With the Joe Maddon to the Cubs announcement due any time now, there is still some (not a lot, granted) hand-wringing about what this move says about the Cubs management. Sure, they are spending big to hire the best manager they can get, but in the process they are kicking out their current manager after one not-terrible (but hardly inspiring) season.
Truth is, they’re doing Rick(y) Renteria a big assed favor.
Since the news broke last Friday that former Tampa Bay manager Joe Maddon had opted out of his contract, the Cubs have been intriguingly silent about the job status of their manager Rick(y) Renteria. Ricky has not been, however. He issued a statement through his agent on Monday saying he’s excited about still being the Cubs manager.
Through a highly placed source (OK, it was Todd) we have obtained transcripts of the increasingly panicked phone calls Ricky has left for Cubs VP of Baseball Operations, Theo Epstein.
On Friday, it seemed like another blow (in a bad way) to the crotch of the Cubs plans to dominate the National League for a decade or two. Just days after Andrew Friedman left the Tampa Bay Raymonds for SEVEN MILLION DOLLARS A YEAR to vice president and generally manage the Dodgers, the Rays manager, Joe Maddon opted out of his contract. Surely he was going to go to the Dodgers, too, which meant the two things keeping the rest of the league from being crushed under billions of dollars of Dodgers clout (Ned Colletti and Don Mattingly) would be gone, and replaced by one of the best front office minds, and the very best manager.
But then the Dodgers announced they weren’t going to dump Don anytime soon.
This October has been different. At least it feels different. Maybe it’s because I have returned to the land of my birth from a short exile into the wilds of northern Michigan, maybe it’s because nothing in baseball seems to make any sense. The past few postseasons it was hard not to watch the teams advancing from round to round and marvel at just how far away the Cubs seemed from competing with any of them. Maybe it’s because two gloriously flawed teams have clawed their way to the World Series, but anything seems possible now.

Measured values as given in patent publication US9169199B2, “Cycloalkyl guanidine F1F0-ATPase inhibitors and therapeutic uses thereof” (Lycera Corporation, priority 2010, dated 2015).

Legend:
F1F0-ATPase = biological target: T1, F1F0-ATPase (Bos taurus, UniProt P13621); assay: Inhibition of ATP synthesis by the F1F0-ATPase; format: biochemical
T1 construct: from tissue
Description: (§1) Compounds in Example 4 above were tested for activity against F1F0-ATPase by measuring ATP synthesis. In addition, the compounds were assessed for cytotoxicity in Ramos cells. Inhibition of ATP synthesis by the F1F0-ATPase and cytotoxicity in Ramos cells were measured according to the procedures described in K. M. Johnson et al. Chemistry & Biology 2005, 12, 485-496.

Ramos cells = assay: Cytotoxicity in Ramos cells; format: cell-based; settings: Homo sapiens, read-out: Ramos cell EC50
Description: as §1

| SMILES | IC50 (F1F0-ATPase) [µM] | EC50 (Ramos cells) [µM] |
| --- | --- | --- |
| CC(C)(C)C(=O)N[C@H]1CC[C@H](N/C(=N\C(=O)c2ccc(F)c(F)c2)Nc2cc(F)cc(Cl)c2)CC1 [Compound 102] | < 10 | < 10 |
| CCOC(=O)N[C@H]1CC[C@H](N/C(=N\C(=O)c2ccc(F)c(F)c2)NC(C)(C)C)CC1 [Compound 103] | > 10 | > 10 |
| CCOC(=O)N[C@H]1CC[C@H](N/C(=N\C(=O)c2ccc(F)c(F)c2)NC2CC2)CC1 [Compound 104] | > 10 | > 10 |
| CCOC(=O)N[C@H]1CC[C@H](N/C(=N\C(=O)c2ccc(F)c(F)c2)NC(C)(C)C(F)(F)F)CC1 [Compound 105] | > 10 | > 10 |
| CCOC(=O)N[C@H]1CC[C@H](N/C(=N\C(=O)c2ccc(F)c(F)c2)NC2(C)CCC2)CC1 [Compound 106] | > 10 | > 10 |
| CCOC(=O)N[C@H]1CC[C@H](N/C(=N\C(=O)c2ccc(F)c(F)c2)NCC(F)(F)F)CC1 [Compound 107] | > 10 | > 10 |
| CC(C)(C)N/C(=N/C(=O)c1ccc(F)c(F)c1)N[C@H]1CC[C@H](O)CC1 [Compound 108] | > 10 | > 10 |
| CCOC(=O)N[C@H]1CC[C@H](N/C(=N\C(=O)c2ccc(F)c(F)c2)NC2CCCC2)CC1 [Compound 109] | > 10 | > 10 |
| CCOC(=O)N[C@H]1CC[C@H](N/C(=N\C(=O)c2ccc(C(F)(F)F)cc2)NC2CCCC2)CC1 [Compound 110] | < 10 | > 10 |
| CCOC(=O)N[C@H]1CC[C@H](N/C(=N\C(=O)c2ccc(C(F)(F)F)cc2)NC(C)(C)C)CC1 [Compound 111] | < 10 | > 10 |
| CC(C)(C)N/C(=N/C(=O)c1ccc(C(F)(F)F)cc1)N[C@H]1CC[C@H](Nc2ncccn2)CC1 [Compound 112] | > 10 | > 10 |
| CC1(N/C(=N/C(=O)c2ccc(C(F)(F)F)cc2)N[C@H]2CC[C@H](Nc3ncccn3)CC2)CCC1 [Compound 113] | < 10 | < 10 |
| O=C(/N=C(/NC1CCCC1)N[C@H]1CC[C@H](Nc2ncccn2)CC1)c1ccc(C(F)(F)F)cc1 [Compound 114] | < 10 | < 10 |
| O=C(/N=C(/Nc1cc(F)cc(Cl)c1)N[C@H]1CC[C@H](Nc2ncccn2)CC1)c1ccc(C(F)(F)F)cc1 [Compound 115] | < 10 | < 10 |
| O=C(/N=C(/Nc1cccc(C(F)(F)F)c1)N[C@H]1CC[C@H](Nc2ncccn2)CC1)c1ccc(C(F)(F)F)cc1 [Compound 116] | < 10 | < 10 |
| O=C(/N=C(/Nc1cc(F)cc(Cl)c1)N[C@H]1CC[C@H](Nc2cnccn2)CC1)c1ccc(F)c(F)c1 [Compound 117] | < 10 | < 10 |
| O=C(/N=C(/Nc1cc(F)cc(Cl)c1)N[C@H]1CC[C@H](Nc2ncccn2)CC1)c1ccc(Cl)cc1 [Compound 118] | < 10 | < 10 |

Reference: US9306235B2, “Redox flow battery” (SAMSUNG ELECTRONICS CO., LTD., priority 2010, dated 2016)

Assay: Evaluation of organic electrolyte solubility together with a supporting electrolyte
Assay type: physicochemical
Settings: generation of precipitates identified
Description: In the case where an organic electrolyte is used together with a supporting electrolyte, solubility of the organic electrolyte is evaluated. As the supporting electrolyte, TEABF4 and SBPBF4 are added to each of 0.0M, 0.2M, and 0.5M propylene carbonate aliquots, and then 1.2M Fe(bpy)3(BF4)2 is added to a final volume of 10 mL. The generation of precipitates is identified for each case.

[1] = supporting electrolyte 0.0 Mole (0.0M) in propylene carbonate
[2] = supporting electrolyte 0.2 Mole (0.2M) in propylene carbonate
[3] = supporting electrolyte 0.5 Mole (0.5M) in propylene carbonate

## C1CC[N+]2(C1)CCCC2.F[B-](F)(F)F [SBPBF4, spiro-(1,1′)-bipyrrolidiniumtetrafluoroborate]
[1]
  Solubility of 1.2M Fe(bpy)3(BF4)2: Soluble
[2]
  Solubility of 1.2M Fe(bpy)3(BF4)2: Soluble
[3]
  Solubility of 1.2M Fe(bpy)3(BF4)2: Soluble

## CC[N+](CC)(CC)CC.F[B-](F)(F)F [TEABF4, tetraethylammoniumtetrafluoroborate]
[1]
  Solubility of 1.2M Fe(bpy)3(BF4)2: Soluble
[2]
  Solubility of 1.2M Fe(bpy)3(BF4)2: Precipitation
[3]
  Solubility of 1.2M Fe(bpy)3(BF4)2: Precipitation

Even the impossible. Like the Cubs getting in on some of this.
It’s that time of year again. Cubs season ticket holders got their annual love letter from Tom Ricketts, where he thanks them for supporting them through thin and thin and reminds them that things won’t always this be this bad and asks them if they need help finding their checkbooks.
It’s a tradition unlike any other. It seems like every fall baseball gets ruined for me. I love baseball, it’s my favorite sport. I think it would have to be for me to devote as much time as I do to the Cubs. But for going on 15 years now I just don’t watch any playoff games involving the St. Louis Cardinals. When I say I don’t watch them, I mean just that. I don’t watch the games. I’ll watch any other playoff game. The Rockies-Diamondbacks? Nobody cared, but I watched.
I realize I’ve missed some pretty famous things. The Red Sox apparently won a World Series in 2004 and last year. I guess they did. I saw them win in 2007, so I know they did that.